A month or two ago, the word anosmia lived a quiet life. “Don’t you mean the condition where you can’t sleep?” Anosmia was a little-known word, with an even littler-known meaning. Now, alongside the greatest dictionary reveal of 2020: furlough, it’s something muttered much more as sufferers of Covid-19 factor smell and taste loss into the growing list of coronavirus symptoms.
For some, however, that word has been known for much longer.
It was March 2018 when I realised something was wrong. I’d had a cold for about a month and was struggling. I remember going down for breakfast and saying to my mum, “I can’t smell.” She soothed me and said, “It’s just a cold. It’ll come back.”
Weeks passed. I’d go into cupboards and pick the most potent things to try to smell – mustard, garlic, coffee. I’d blow my nose to ‘clear the passages’ so vigorously, it bled. Eventually, I went to my GP. With his arms stretched out in exasperation, he said, “I’m sorry, I don’t know what to say – I’ve never seen this before.” The diagnosis? It was just a cold. I should give it time; take some Vitamin C; and fight it off.
Soon, it had been half a year. I went to see an Ear, Nose and Throat (ENT) Specialist, and he performed a nasendoscopy, finding no polyps or obstructions, common causes of anosmia. He chalked my sensory loss as nerve damage. It sounded ridiculous – I was a 25-year-old with a cold waiting for her senses to come back. I asked him if my smell and taste would ever return, and he abruptly said: “I’d give it a year.”
At first, anosmia can feel incredibly isolating. I had no idea you could lose your smell and taste – it seemed something so deep inside me, I thought the senses were untouchable. Ironically, the things I suffer most are exactly what we can’t do right now: social interactions. Turning down invitations to drinks or dinner with friends became a sad second nature as I sought solitude away from other people enjoying smell and taste around me. I’d run to the toilets at work to cry when my colleagues fawned over someone’s homemade cake, touting how delicious it was. I’d cry when I missed my partner, but couldn’t trace his smell on any of my clothes.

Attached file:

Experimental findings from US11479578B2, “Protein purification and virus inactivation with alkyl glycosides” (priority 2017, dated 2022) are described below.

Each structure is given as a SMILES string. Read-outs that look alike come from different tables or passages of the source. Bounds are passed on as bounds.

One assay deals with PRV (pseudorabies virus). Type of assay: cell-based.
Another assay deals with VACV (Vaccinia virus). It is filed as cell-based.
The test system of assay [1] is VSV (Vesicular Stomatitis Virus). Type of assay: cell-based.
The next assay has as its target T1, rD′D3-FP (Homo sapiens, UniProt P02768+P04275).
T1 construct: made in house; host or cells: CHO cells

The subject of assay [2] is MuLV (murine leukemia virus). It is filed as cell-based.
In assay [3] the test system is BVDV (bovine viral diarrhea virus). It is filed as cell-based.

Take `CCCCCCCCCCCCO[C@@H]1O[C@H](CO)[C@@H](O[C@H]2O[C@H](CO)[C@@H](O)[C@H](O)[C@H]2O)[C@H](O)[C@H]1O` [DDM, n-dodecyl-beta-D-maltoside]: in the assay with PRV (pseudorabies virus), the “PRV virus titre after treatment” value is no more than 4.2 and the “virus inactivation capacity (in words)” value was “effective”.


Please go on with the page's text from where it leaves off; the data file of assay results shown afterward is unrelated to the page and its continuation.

It’s important to remember that coronavirus-related anosmia has a high rate of recovery. If you are suffering now, it mightn’t be forever, and you must focus on what you still have.
Anyone will tell you how the world seems brighter, more vivid; the wildlife mischievously noisy and full of life. As an anosmic, when I eat I play up textures for their sensory pleasure: mixing crisp with soft, like pomegranate seeds bursting amongst hummus, or crunchy seeds perched on top of soft molten porridge. How something looks is important, too: cuts of lime breaking up swathes of red chilli, or bright green avocado smashed onto granary bread.
For most anosmics, basic tastes remain: sweet, sour, salty, bitter and umami, making chilli flakes your right-hand man (and a potential bone of contention with your non-anosmic eating partner). Use these to your advantage; mix salty crisps with sweet milk chocolate, or crack black pepper (which contains piperine to stimulate the pain receptors in your trigeminal nerves) onto almost anything, and take advantage of the kick of heat.
Even before the phrase new normal became colloquial, I’d been adjusting to mine for the past two years. Recovery feels fluid; some days are much better than others. Developing anosmia has quite literally taken things away from me – but it’s also brought me so much I didn’t know I had the ability to access. Learning how to trust people implicitly to tell me if I smell, or if the milk is a bit weird – or if the exhaust of the car in front is really strong so not to breathe too deeply – it’s shaped who I am.
What we are going through now requires daily courage. Even on our worst days, we are still carrying on, just waiting out the storm, patiently, until the next good new normal day comes.
Originally posted on Metro.co.uk